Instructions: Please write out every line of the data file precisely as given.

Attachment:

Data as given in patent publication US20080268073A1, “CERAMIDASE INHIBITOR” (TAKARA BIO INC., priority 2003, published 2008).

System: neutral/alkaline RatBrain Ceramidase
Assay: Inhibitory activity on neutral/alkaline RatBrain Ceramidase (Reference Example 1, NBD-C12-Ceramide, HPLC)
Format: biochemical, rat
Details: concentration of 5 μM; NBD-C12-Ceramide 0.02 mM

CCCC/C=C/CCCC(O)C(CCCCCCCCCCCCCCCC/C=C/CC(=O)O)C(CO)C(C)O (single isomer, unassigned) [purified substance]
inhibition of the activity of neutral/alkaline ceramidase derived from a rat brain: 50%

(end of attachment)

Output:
Data as given in patent publication US20080268073A1, “CERAMIDASE INHIBITOR” (TAKARA BIO INC., priority 2003, published 2008).

System: neutral/alkaline RatBrain Ceramidase
Assay: Inhibitory activity on neutral/alkaline RatBrain Ceramidase (Reference Example 1, NBD-C12-Ceramide, HPLC)
Format: biochemical, rat
Details: concentration of 5 μM; NBD-C12-Ceramide 0.02 mM

CCCC/C=C/CCCC(O)C(CCCCCCCCCCCCCCCC/C=C/CC(=O)O)C(CO)C(C)O (single isomer, unassigned) [purified substance]
inhibition of the activity of neutral/alkaline ceramidase derived from a rat brain: 50%